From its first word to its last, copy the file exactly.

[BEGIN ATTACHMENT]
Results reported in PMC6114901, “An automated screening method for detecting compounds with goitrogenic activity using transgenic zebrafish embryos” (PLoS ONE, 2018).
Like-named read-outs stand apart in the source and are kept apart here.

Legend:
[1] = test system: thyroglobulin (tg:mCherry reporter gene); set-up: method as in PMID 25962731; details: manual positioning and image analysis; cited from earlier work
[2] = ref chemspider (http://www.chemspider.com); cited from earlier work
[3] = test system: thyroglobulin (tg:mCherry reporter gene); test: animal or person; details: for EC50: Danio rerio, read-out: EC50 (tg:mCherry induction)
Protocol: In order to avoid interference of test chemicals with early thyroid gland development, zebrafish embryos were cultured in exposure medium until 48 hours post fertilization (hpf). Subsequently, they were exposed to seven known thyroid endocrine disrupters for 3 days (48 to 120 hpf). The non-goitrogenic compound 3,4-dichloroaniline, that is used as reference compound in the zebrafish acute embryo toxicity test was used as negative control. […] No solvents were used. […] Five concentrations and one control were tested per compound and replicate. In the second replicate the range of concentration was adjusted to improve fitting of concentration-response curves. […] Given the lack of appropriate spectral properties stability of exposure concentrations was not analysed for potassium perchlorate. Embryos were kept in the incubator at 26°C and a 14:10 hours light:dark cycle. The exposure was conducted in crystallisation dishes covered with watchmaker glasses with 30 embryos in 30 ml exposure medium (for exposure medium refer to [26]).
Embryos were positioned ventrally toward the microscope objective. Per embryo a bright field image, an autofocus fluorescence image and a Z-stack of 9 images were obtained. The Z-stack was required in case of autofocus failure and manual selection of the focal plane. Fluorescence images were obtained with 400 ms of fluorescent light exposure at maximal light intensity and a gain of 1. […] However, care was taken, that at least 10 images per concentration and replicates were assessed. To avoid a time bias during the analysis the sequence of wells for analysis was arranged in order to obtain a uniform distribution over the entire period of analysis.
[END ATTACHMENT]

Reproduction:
Results reported in PMC6114901, “An automated screening method for detecting compounds with goitrogenic activity using transgenic zebrafish embryos” (PLoS ONE, 2018).
Like-named read-outs stand apart in the source and are kept apart here.

Legend:
[1] = test system: thyroglobulin (tg:mCherry reporter gene); set-up: method as in PMID 25962731; details: manual positioning and image analysis; cited from earlier work
[2] = ref chemspider (http://www.chemspider.com); cited from earlier work
[3] = test system: thyroglobulin (tg:mCherry reporter gene); test: animal or person; details: for EC50: Danio rerio, read-out: EC50 (tg:mCherry induction)
Protocol: In order to avoid interference of test chemicals with early thyroid gland development, zebrafish embryos were cultured in exposure medium until 48 hours post fertilization (hpf). Subsequently, they were exposed to seven known thyroid endocrine disrupters for 3 days (48 to 120 hpf). The non-goitrogenic compound 3,4-dichloroaniline, that is used as reference compound in the zebrafish acute embryo toxicity test was used as negative control. […] No solvents were used. […] Five concentrations and one control were tested per compound and replicate. In the second replicate the range of concentration was adjusted to improve fitting of concentration-response curves. […] Given the lack of appropriate spectral properties stability of exposure concentrations was not analysed for potassium perchlorate. Embryos were kept in the incubator at 26°C and a 14:10 hours light:dark cycle. The exposure was conducted in crystallisation dishes covered with watchmaker glasses with 30 embryos in 30 ml exposure medium (for exposure medium refer to [26]).
Embryos were positioned ventrally toward the microscope objective. Per embryo a bright field image, an autofocus fluorescence image and a Z-stack of 9 images were obtained. The Z-stack was required in case of autofocus failure and manual selection of the focal plane. Fluorescence images were obtained with 400 ms of fluorescent light exposure at maximal light intensity and a gain of 1. […] However, care was taken, that at least 10 images per concentration and replicates were assessed. To avoid a time bias during the analysis the sequence of wells for analysis was arranged in order to obtain a uniform distribution over the entire period of analysis.